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Sunday letters: Impacts of tourism, and state’s rights

What impact is tourism creating?

Establishing a baseline for the environmental impact of the quarry expansion puts us in classic Catch 22. The BLM can’t establish a baseline without drilling and the same drilling might damage the other use on that sector of public managed land. It leaves us guessing as to whether there is a conflict between a surface mine and a tourist destination, which may need to protect the whole of the watershed to remain viable.

Certainly caution should be taken in this matter. We only have to look at the many coal seams burning to understand the introduction of outside air into a closed underground environment can have irreversible consequences.

I think it is overdue that BLM take the time and allocate the resources into studying the true nature of the impact of the hot springs within the lands they manage. We need to step back and actually generate concrete data on the full impact of a use that came into being long before the necessity of environmental assessments to see what is true. We need a means to get beyond just guessing. So the land can be managed as the multiple uses BLM designation allows without one infringing on the viability of another.

Drilling is a poor option, however the new digital age may have created methods less invasive that we can employ to map the structure and the full extent of the hot spring aquifer. Maybe we all need to step back and put our funding toward studying the current use. Then maybe this portion of federal land can be moved into a category that protects the whole of the historic and sacred aquifer, allowing outside uses to have better tools to mitigate what it is they are capable of mitigating — including the environmental impact of tourism and the unsustainable footprint of poorly paid workers and inflated housing values common to visionless destination resorts. What tourism too is creating with little concern about the future of the planet.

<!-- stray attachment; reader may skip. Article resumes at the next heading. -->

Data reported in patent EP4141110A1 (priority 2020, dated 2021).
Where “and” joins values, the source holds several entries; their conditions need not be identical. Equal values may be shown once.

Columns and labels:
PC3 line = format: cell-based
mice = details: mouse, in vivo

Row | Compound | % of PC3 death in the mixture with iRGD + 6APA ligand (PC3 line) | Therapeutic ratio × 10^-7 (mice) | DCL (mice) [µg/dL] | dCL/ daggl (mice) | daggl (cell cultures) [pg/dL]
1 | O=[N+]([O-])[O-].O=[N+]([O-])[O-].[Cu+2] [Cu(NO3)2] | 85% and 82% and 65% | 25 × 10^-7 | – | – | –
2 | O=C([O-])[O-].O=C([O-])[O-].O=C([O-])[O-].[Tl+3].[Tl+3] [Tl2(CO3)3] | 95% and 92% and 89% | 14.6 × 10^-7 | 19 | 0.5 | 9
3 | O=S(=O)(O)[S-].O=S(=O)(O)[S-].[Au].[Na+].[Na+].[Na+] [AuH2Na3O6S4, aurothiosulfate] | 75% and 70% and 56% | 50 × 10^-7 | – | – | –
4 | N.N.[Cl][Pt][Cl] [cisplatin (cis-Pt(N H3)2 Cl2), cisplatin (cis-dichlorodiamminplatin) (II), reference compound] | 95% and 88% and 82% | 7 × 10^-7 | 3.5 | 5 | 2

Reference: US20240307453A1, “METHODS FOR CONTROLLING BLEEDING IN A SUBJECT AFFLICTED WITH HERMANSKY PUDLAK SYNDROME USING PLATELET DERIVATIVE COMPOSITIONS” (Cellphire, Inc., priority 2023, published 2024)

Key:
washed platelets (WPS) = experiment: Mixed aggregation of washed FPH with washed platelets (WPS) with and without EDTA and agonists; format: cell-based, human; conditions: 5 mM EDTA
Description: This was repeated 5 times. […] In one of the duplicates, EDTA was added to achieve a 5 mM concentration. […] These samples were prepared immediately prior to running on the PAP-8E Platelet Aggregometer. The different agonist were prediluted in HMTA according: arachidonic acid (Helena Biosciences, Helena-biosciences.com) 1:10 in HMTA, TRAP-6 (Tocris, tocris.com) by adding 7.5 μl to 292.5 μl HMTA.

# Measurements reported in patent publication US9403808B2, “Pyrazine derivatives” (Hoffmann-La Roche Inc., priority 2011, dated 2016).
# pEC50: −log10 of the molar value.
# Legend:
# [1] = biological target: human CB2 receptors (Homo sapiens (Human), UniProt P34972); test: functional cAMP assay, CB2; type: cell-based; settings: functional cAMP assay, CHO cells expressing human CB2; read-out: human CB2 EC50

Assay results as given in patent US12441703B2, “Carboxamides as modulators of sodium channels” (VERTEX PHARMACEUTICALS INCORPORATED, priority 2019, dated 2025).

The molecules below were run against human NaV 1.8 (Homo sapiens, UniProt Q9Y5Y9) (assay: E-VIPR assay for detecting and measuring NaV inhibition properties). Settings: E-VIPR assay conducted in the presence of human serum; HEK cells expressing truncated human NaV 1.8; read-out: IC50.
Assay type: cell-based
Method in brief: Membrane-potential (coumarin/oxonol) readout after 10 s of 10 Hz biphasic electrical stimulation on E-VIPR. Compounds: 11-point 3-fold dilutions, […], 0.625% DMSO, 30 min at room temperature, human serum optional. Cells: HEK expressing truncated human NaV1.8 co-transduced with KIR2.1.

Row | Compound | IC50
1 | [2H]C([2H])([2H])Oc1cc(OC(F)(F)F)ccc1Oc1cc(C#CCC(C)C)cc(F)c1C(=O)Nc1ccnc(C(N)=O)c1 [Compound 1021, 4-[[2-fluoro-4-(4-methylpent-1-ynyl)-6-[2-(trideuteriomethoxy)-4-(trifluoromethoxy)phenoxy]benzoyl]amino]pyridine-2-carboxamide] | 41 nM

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Eric Olander,
Glenwood Springs

Civil War was about state’s rights

Lincoln’s Emancipation Proclamation made him. It was about state’s rights, The Civil War was, until it wasn’t. “The United States ARE” is how we referred to ourselves before the Civil War. Each state was like a little country, independent of each other for setting its own policies. Not such a good idea if those policies included such things as slavery, that was an economic necessity in the South, and could only be leveraged as new states were added. Compromise reached a breaking-point when that “monkey” Lincoln became president. War!

In the summer of the election of 1864, Lincoln reviewed troops. 6’4” and wearing a stove pipe hat, he sat astride a horse. A pant leg up to his knee, his look underscored his weaknesses. He had declared emancipation for the slaves, but Grant was in a year long stand-off with Lee, and Sherman couldn’t capture Atlanta. What a fool, this “Union man”, who couldn’t back-up his words. It changed with Union victories, ergo, slavery was abolished. “The war about states rights” became “a war to end slavery”.

”The South shall rise again!” It has, metaphorically: Republicans. Democrats are about micromanaging the Executive Branch, ergo US: “Individual Rights!” You choose.

Fred Stewart,
Grand Junction


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